Dear Peace Corps Colleagues, I wanted to make folks across the agency aware that, in the coming week, we expect The New York Times to publish an extensive multi-media story about the Peace Corps both in print and online. The Office of Communications has been working with the paper extensively on this story, which  will include commentary from Acting Director Hessler-Radelet, along with both supporters and critics of the agency. The Times has solicited a wide variety of stories from current Volunteers and RPCVs, and we expect the piece will include both positive and negative sides to it.  Finally, it is our strong hope that agency reforms to enhance support for Volunteers and enhance their experience in the years ahead will be highlighted throughout. Because of the depth of this story, I fully expect that it will go viral quickly in the Peace Corps community and beyond.  To help Peace Corps . . .

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Novelist Kinky Friedman Wins Primary in Texas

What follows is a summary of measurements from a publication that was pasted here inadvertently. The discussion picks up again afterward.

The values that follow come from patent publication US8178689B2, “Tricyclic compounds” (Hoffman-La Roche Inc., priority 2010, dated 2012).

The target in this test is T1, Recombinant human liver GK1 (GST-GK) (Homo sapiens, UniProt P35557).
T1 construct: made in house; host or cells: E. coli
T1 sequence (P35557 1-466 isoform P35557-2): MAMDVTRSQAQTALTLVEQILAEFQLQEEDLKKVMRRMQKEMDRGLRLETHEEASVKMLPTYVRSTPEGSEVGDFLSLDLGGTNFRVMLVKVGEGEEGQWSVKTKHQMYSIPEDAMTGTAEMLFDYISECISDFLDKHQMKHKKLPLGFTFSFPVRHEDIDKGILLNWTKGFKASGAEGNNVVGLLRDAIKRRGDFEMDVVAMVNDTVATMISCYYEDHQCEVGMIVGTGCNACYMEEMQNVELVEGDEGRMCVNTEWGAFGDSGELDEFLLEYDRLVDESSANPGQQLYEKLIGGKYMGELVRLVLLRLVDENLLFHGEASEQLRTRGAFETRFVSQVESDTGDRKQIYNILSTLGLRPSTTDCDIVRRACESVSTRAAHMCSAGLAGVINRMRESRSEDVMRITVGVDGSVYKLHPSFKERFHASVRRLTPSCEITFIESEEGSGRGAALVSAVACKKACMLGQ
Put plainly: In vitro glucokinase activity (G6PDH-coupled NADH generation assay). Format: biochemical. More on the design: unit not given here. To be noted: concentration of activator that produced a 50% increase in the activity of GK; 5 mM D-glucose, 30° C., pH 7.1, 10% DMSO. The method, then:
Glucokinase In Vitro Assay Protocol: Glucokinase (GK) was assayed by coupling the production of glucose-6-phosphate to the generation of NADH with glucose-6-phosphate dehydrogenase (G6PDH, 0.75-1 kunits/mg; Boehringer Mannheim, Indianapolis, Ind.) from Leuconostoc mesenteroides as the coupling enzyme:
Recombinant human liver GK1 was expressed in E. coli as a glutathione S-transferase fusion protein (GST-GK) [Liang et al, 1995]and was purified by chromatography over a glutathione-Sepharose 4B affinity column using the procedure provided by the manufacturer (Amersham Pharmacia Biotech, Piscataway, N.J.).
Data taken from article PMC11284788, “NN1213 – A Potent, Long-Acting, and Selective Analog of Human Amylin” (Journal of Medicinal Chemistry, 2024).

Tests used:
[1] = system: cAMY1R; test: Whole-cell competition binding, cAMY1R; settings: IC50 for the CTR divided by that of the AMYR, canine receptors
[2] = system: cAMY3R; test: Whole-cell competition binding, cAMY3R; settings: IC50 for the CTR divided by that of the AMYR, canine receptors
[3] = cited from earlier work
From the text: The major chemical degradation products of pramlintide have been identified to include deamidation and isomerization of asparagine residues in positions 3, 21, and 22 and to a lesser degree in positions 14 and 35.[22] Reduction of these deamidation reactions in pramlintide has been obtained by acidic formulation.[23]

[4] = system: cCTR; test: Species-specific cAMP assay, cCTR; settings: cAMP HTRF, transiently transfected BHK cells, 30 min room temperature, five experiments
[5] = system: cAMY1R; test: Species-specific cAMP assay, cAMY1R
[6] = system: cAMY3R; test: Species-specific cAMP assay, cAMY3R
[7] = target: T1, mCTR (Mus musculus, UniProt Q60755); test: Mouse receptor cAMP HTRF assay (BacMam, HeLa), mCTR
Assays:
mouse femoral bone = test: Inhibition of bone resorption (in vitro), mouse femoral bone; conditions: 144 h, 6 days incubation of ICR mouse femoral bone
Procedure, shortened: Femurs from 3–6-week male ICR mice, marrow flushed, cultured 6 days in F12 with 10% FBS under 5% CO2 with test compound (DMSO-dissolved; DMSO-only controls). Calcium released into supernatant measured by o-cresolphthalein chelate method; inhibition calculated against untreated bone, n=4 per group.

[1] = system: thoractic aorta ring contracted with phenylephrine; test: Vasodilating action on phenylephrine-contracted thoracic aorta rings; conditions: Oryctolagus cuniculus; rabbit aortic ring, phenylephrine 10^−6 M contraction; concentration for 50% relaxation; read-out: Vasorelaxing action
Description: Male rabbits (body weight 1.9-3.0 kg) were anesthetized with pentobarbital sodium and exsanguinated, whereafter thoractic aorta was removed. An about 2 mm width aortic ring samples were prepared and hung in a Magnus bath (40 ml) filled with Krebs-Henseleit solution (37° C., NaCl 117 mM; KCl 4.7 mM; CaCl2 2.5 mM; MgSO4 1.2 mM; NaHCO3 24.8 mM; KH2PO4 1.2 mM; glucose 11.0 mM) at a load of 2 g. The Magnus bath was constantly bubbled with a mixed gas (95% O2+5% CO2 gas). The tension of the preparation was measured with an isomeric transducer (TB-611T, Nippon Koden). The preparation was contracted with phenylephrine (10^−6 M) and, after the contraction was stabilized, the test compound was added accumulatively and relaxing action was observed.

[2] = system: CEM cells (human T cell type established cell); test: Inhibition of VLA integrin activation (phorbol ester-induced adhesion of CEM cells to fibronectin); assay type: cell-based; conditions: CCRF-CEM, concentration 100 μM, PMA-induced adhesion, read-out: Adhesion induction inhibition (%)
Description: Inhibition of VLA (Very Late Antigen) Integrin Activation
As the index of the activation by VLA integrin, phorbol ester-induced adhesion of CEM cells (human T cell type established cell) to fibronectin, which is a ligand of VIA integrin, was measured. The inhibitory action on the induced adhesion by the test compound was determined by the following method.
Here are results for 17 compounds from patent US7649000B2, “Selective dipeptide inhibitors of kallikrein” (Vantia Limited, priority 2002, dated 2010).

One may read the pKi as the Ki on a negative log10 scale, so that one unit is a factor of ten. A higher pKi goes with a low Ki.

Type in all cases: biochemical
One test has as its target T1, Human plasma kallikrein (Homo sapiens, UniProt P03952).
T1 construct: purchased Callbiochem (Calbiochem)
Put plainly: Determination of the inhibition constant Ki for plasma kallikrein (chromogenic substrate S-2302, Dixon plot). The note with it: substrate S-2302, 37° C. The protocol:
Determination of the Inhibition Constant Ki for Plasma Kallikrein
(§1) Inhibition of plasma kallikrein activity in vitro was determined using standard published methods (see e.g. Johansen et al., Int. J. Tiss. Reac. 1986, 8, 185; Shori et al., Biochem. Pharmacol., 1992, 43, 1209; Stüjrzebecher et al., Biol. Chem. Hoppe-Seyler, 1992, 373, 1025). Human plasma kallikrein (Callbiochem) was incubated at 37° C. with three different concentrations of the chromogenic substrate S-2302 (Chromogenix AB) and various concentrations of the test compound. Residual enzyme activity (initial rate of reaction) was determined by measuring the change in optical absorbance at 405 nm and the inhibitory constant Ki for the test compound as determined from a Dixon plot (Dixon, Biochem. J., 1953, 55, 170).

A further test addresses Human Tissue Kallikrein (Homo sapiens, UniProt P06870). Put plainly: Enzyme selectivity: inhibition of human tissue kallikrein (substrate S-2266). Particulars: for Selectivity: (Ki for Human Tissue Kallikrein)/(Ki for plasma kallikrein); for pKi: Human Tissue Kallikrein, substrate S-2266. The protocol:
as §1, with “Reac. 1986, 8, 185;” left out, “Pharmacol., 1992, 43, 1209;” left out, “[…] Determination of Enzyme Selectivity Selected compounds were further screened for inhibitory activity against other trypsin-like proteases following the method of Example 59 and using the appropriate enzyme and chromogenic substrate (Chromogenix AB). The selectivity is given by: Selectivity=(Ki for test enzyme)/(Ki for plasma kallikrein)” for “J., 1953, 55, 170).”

Novelist, rancher, and country music singer, Kinky Friedman, got one step closer Tuesday to adding another line to his résumé: agriculture commissioner of Texas. Kinky made the  Democratic primary runoff for the position. He’ll compete against cattle farmer Jim Hogan in that May 27 contest. A Republican is favored to win the general election. Read more: http://www.politico.com/story/2014/03/richard-kinky-friedman-texas-agriculture-commissioner-runoff-104270.html#ixzz2v5cIHl5B

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Static Funding For The Peace Corps

Reported by Jonathan Pearson (Micronesia 1987-89) Advocacy Director for the National Peace Corps Association (NPCA) on Tuesday, March 4, 2014 President Obama submitted a Fiscal Year 2015 budget to Congress which requests virtually the same level of overall funding for the State Department and other international affairs programs, including the Peace Corps. The President is requesting $42.6 billion for the State Department and other International Affairs programs, about a 0.2% decrease from spending in the current fiscal year. The Peace Corps fared only marginally better, as the President is requesting $380 million for the fiscal year that begins next October. That’s a one million dollar increase from current funding, which is about 0.3% above current funding. Pearson reports that RPCV Congressman Sam Farr  is expected to begin circulating his annual “Dear Colleague” letter, urging support for increased funding for the Peace Corps.